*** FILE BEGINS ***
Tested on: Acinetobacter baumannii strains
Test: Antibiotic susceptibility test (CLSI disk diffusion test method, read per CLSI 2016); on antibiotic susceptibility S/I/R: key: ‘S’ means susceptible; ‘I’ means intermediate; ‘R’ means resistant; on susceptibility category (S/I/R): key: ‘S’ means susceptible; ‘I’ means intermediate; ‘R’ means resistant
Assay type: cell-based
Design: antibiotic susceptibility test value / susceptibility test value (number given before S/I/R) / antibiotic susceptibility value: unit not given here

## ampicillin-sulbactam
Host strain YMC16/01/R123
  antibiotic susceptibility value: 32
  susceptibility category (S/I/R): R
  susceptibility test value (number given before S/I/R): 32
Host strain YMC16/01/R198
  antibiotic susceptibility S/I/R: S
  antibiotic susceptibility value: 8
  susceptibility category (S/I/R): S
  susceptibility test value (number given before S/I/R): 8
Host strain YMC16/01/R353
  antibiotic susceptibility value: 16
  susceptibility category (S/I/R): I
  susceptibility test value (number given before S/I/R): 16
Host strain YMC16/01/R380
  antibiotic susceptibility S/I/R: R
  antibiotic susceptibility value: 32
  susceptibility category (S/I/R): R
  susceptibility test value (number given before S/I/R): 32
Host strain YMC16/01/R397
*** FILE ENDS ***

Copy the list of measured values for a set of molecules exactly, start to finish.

Tested on: Acinetobacter baumannii strains
Test: Antibiotic susceptibility test (CLSI disk diffusion test method, read per CLSI 2016); on antibiotic susceptibility S/I/R: key: ‘S’ means susceptible; ‘I’ means intermediate; ‘R’ means resistant; on susceptibility category (S/I/R): key: ‘S’ means susceptible; ‘I’ means intermediate; ‘R’ means resistant
Assay type: cell-based
Design: antibiotic susceptibility test value / susceptibility test value (number given before S/I/R) / antibiotic susceptibility value: unit not given here

## ampicillin-sulbactam
Host strain YMC16/01/R123
  antibiotic susceptibility value: 32
  susceptibility category (S/I/R): R
  susceptibility test value (number given before S/I/R): 32
Host strain YMC16/01/R198
  antibiotic susceptibility S/I/R: S
  antibiotic susceptibility value: 8
  susceptibility category (S/I/R): S
  susceptibility test value (number given before S/I/R): 8
Host strain YMC16/01/R353
  antibiotic susceptibility value: 16
  susceptibility category (S/I/R): I
  susceptibility test value (number given before S/I/R): 16
Host strain YMC16/01/R380
  antibiotic susceptibility S/I/R: R
  antibiotic susceptibility value: 32
  susceptibility category (S/I/R): R
  susceptibility test value (number given before S/I/R): 32
Host strain YMC16/01/R397